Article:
Mortgage Insurance Rates Increasing on FHA Loans

by Meridith Doucette on March 21, 2012


FHA Mortgage Insurance Rates Will Be Going Up on All New Loans Assigned April 9, 2012 and After.

FHA Loans are loans insured by the Federal Housing Administration (FHA). These insured loans minimize the risk lenders face by allowing buyers a down payment less than 20% of the price of the home. FHA Loans offer features that are attractive to many home buyers such as:

  • Low Down Payment – as low as 3.5% of the purchase price of the home
  • Low Closing Costs – closing costs, mortgage insurance and other fees can be included in the loan
  • Easier Credit Qualifications – those who don’t have the credit score or history to qualify for a conventional loan may qualify for FHA financing

Because FHA loans allow a down payment of less than 20% of the purchase price of the home, mortgage insurance is required for these loans. Mortgage insurance premiums on FHA loans are much less than premiums for private mortgage insurance and most of the premium can be added to the loan. For FHA loans, a portion of the Mortgage Insurance Premium (MIP) known as the Up Front Mortgage Insurance Premium (UFMIP) is added to the loan balance rather than being paid out-of-pocket at closing. Then, the remaining portion of the MIP due is added to the monthly payment.

While FHA mortgage insurance premiums will continue to be lower than premiums for private mortgage insurance, FHA mortgage insurance rates will be going up on all new loans assigned April 9, 2012 and after. The UFMIP rate, which is included in the loan, will change from 1.00% to 1.75% of the loan amount. The MIP rate will change from 1.15% to 1.25% of the loan amount. Here is an example of how these changes will impact a loan for $400,000*:

New FHA Loan
(After April 1, 2012)
Old FHA Loan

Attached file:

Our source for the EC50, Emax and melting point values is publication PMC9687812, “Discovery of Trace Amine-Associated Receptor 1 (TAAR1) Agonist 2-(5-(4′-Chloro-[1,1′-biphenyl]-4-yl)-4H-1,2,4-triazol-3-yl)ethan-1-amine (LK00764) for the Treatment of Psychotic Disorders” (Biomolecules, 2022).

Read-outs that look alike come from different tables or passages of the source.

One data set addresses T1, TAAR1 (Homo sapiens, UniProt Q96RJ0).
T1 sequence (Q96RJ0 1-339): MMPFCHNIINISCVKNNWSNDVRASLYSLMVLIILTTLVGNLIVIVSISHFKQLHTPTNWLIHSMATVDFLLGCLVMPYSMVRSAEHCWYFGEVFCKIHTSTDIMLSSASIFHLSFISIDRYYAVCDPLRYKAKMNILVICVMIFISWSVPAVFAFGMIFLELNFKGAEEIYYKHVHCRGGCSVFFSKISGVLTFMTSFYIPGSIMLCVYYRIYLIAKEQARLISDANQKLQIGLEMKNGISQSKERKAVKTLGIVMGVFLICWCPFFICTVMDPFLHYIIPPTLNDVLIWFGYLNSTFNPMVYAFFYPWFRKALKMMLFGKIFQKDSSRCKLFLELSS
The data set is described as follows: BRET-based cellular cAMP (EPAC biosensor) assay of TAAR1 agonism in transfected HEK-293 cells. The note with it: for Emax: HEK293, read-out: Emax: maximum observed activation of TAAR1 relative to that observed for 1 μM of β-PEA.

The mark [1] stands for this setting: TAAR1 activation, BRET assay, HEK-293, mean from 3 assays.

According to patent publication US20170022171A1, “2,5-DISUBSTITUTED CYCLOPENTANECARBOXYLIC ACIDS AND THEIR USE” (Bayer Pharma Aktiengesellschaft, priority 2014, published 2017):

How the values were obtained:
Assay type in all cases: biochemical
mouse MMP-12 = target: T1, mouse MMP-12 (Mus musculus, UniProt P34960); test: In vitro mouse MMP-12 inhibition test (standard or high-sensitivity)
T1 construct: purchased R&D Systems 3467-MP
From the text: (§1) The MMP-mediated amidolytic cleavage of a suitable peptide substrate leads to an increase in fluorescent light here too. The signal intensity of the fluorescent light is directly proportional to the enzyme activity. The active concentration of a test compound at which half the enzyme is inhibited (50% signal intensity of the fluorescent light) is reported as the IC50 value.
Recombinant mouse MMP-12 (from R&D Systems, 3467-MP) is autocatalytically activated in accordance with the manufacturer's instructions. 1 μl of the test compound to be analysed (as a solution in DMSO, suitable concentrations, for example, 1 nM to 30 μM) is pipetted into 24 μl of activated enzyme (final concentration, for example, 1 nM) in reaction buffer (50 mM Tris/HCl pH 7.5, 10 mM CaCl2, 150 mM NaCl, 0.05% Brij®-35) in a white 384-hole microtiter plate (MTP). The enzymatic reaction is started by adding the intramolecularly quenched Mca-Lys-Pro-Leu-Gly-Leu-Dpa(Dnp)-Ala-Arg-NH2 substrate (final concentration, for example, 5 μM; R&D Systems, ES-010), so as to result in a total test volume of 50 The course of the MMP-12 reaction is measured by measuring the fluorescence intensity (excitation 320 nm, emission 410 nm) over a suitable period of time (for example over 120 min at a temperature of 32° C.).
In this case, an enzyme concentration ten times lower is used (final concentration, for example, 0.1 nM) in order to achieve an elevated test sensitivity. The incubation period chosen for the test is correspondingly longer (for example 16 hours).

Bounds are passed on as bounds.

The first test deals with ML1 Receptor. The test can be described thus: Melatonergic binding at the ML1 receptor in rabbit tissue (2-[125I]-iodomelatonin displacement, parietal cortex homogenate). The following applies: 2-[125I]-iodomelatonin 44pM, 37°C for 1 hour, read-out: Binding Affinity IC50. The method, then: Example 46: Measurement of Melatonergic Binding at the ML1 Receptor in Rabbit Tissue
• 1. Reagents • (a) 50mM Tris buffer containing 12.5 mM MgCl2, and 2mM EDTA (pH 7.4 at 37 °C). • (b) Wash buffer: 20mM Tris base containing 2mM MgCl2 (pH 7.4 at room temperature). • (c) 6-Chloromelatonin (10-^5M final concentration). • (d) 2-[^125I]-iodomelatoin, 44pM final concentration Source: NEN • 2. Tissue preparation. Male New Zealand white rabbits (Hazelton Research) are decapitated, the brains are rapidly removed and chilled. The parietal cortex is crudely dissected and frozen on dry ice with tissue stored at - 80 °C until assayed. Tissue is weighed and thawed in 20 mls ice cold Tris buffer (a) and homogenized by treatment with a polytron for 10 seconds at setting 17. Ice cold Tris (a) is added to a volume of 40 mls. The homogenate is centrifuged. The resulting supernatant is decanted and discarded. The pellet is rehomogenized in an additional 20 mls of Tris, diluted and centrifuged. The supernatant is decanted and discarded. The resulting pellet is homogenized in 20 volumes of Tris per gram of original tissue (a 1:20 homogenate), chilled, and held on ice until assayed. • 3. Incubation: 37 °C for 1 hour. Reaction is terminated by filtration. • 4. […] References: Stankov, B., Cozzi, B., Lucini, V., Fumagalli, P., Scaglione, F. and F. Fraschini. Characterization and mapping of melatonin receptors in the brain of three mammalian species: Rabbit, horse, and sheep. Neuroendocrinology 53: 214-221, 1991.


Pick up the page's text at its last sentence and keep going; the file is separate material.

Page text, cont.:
(March 31, 2012 or prior)
Purchase Price
Down Payment %
Down Payment Amount ($)
Interest Rate
Up Front Mortgage Insurance Rate
Mortgate Insurance Rate
Tax Rate


Loan Amount
Payment 1
MI Payment
Total Payment
Taxes Monthly
Insurance Monthly
Other (HOA Dues)
Total Monthly Payment

In the example above, the monthly payment goes up $50 per month. These changes can be compared as having a net effect of raising the interest rate of the loan by .25%. To buy down the interest rate by .25% to get the payment more in line with the former FHA insurance rates would cost about $8,000 out-of-pocket.

If you are planning to purchase a home using FHA financing, save money by purchasing your new home before April 1, 2012 to meet the April 9, 2012 deadline for the change in mortgage insurance premium rates.

*This purchase scenario is used for demonstration purposes only and may not be available at any or all communities.  This information is provided for general awareness only, and is not intended for the purpose of providing legal, accounting, tax advice or consulting of any kind.

{ 2 comments… read them below or add one }

jl March 25, 2012 at 6:51 am

Great Mortgage Insurance info.


Richard April 23, 2013 at 12:51 am

Since reverse mortgages follow FHA standards, applicants have to complete an FHA approved counseling class.FHA mortgage insurance provides lenders with protection against losses as the result of home owner defaulting on their mortgage loans.


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